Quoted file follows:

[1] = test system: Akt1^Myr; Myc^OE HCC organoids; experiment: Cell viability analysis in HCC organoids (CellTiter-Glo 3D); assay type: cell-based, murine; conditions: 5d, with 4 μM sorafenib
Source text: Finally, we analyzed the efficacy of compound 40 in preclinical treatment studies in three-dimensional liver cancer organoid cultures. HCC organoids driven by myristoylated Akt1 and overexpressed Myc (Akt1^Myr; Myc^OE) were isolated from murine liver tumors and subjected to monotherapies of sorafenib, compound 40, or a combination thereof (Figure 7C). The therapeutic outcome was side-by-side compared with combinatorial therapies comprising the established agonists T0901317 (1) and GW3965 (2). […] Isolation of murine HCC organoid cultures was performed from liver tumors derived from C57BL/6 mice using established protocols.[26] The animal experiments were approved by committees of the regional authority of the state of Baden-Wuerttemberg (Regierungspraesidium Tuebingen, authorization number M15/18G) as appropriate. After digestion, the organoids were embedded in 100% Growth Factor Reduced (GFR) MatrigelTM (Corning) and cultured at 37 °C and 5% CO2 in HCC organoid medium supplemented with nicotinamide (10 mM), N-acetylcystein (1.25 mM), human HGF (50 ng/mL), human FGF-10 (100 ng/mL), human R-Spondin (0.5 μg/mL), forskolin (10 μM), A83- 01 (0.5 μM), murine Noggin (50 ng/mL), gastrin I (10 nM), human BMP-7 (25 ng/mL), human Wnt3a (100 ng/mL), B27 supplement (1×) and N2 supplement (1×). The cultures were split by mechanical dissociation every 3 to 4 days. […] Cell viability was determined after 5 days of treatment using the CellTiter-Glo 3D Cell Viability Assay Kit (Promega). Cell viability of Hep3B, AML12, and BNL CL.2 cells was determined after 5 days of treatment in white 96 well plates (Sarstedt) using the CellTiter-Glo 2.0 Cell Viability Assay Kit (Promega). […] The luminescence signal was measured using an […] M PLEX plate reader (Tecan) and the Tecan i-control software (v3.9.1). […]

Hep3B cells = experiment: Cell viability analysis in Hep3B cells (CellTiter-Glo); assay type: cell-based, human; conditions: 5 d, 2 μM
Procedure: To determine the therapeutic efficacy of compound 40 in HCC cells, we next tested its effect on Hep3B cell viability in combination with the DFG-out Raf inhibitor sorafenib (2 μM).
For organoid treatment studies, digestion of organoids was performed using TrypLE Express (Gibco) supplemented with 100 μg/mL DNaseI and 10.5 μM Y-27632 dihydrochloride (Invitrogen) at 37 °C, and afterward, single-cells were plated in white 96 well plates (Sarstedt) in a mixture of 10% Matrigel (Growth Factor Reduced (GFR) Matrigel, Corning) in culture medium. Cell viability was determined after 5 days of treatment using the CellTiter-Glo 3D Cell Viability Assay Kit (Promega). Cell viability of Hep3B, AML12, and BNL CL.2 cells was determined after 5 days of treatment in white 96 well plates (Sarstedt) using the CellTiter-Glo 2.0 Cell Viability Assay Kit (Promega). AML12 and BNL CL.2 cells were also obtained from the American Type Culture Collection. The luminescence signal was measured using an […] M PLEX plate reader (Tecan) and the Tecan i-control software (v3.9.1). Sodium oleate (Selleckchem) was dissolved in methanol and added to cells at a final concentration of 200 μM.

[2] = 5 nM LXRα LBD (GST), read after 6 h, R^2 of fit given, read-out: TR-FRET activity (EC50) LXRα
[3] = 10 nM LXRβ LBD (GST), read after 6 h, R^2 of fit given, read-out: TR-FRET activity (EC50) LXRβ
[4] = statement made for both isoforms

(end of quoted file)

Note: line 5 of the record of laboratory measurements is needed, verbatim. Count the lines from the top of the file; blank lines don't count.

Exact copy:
For organoid treatment studies, digestion of organoids was performed using TrypLE Express (Gibco) supplemented with 100 μg/mL DNaseI and 10.5 μM Y-27632 dihydrochloride (Invitrogen) at 37 °C, and afterward, single-cells were plated in white 96 well plates (Sarstedt) in a mixture of 10% Matrigel (Growth Factor Reduced (GFR) Matrigel, Corning) in culture medium. Cell viability was determined after 5 days of treatment using the CellTiter-Glo 3D Cell Viability Assay Kit (Promega). Cell viability of Hep3B, AML12, and BNL CL.2 cells was determined after 5 days of treatment in white 96 well plates (Sarstedt) using the CellTiter-Glo 2.0 Cell Viability Assay Kit (Promega). AML12 and BNL CL.2 cells were also obtained from the American Type Culture Collection. The luminescence signal was measured using an […] M PLEX plate reader (Tecan) and the Tecan i-control software (v3.9.1). Sodium oleate (Selleckchem) was dissolved in methanol and added to cells at a final concentration of 200 μM.